Software-designed storage (SDS) is a storage architecture that decouples storage software from its hardware, giving you greater scalability, flexibility, and control over your data storage infrastructure.
Why Decouple Storage Software from Data Storage Infrastructure?
Data Analytics deals with leveraging data to derive meaningful information. The process of Data Analytics primarily involves collecting and organizing Big Data to extract valuable insights, thereby increasing the overall efficiency of business processes.
Data Analysts work with various tools and frameworks to draw lucrative insights.An analyst will focus on how you collect, process, and organize data in order to create actionable results.A data analyst will also find the most appropriate way to present the data in a clear and understandable way. With Data Analysis, organizations are able to take initiatives to respond quickly to emerging market trends; as a result, increase revenue.
Remote access technology refers to any IT toolset used to connect to, access, and control devices, resources, and data stored on a local network from a remote geographic location.
This makes remote access crucial for businesses of all sizes which have not moved to a cloud-first model, or which require access to on-premises machines or resources. Three of the most common remote access technologies – Remote Desktop Services, Remote Access Software, and Virtual Private Networks – are examined in brief.
Computing virtualization or virtualisation is the act of creating a virtual (rather than actual) version of something at the same abstraction level, including virtual computer hardware platforms, storage devices, and computer network resources. In more practical terms, imagine you have 3 physical servers with individual dedicated purposes. One is a mail server, another is a web server, and the last one runs internal legacy applications. Each server is being used at about 30% capacity—just a fraction of their running potential. But since the legacy apps remain important to your internal operations, you have to keep them and the third server that hosts them, right?
IT compliance refers to businesses meeting all legal requirements, standards and regulations for the all the technology their company uses. Achieving these standards means following all industry regulations, government policies, security frameworks and customer terms of agreement to ensure the security and appropriate usage of software in business. In addition to protecting the security of businesses and customers, compliance standards promote the availability and reliability of services, and it ensures businesses use technology as per the industry standard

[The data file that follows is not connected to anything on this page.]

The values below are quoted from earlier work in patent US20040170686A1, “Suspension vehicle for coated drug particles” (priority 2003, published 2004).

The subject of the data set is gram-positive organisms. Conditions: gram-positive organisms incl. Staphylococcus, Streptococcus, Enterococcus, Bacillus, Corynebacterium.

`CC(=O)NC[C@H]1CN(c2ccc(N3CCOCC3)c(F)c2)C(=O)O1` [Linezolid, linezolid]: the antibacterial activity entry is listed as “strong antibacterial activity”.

Zero Trust is a security framework requiring all users, whether in or outside the organization’s network, to be authenticated, authorized, and continuously validated for security configuration and posture before being granted or keeping access to applications and data.
Execution of this framework combines advanced technologies such as risk based multi-factor authentication, identity protection, next-generation endpoint security, and robust cloud workload technology to verify a user or systems identity, consideration of access at that moment in time, and the maintenance of system security. Zero Trust also requires consideration of encryption of data, securing email, and verifying the hygiene of assets and endpoints before they connect to applications.
ISO 27001 is the international standard that describes best practices for an Information Security Management Systems(ISMS). It’s based on a set of controls and measures, which organizations can use to achieve information security.
The ISO 27001 standard requires that you have procedures in place to cover aspects of the ISMS, including:
Information security risk management (What are the risks you face and how do you treat those risks?)
Monitoring, measurement, analysis, and evaluation (How is the effectiveness of the information security management system evaluated?)
Improvement (How are nonconformities evaluated and corrected?)
VPNs or Virtual private networks are essential additions to organizational networks that allow companies of any size to easily and safely access their resources, whether they’re hosted locally or in the cloud. The primary purpose of an enterprise VPN is to fortify these sensitive assets and resources – which might include internal customer and sales systems, SaaS applications, and local file storage for employees who are now accessing them from many different devices and on unfamiliar (and potentially unsafe) Wi-Fi connections.
Unified endpoint management is the method of centrally managing endpoint devices from a single location. These endpoints include mobile devices, desktops, laptops, tablets, wearables and other smart devices used for accessing networks or resources within an organization.
With a UEM solution, organizations are able to unify the applications of data protection, device configuration, and usage policies. It provides a single view of users who use multiple devices and also helps in gathering workplace analytics regarding them. UEM also acts as the apex endpoint management solution in an organization by orchestrating related endpoint technologies such as identity services, client management tools, etc.
Data loss prevention (DLP), as per Gartner, may be defined as technologies which perform both content inspection and contextual analysis of data sent via messaging applications such as email and instant messaging, in motion over the network, in use on a managed endpoint device, and at rest in on-premises file servers or in cloud applications and cloud storage. These solutions execute responses based on policy and rules defined to address the risk of inadvertent or accidental leaks or exposure of sensitive data outside authorized channels.